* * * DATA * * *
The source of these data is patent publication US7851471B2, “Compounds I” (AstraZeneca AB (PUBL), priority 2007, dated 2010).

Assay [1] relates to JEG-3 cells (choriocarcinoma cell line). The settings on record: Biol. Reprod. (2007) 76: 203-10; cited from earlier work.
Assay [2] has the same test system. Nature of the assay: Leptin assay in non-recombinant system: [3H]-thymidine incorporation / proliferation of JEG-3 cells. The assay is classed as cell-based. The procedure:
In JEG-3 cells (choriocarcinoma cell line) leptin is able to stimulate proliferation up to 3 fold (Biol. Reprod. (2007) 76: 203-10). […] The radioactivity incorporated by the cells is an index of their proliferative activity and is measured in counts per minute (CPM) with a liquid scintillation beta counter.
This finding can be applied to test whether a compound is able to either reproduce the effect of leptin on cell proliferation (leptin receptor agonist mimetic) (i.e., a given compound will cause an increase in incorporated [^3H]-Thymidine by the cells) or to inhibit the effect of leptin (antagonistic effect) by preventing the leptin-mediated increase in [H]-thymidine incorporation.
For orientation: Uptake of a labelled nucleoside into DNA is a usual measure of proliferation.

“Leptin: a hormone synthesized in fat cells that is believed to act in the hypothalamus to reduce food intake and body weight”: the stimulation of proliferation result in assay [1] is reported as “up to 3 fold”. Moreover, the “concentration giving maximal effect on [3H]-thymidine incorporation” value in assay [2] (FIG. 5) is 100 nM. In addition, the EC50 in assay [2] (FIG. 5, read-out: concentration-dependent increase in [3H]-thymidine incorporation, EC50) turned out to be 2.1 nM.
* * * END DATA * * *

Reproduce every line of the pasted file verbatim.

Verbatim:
The source of these data is patent publication US7851471B2, “Compounds I” (AstraZeneca AB (PUBL), priority 2007, dated 2010).

Assay [1] relates to JEG-3 cells (choriocarcinoma cell line). The settings on record: Biol. Reprod. (2007) 76: 203-10; cited from earlier work.
Assay [2] has the same test system. Nature of the assay: Leptin assay in non-recombinant system: [3H]-thymidine incorporation / proliferation of JEG-3 cells. The assay is classed as cell-based. The procedure:
In JEG-3 cells (choriocarcinoma cell line) leptin is able to stimulate proliferation up to 3 fold (Biol. Reprod. (2007) 76: 203-10). […] The radioactivity incorporated by the cells is an index of their proliferative activity and is measured in counts per minute (CPM) with a liquid scintillation beta counter.
This finding can be applied to test whether a compound is able to either reproduce the effect of leptin on cell proliferation (leptin receptor agonist mimetic) (i.e., a given compound will cause an increase in incorporated [^3H]-Thymidine by the cells) or to inhibit the effect of leptin (antagonistic effect) by preventing the leptin-mediated increase in [H]-thymidine incorporation.
For orientation: Uptake of a labelled nucleoside into DNA is a usual measure of proliferation.

“Leptin: a hormone synthesized in fat cells that is believed to act in the hypothalamus to reduce food intake and body weight”: the stimulation of proliferation result in assay [1] is reported as “up to 3 fold”. Moreover, the “concentration giving maximal effect on [3H]-thymidine incorporation” value in assay [2] (FIG. 5) is 100 nM. In addition, the EC50 in assay [2] (FIG. 5, read-out: concentration-dependent increase in [3H]-thymidine incorporation, EC50) turned out to be 2.1 nM.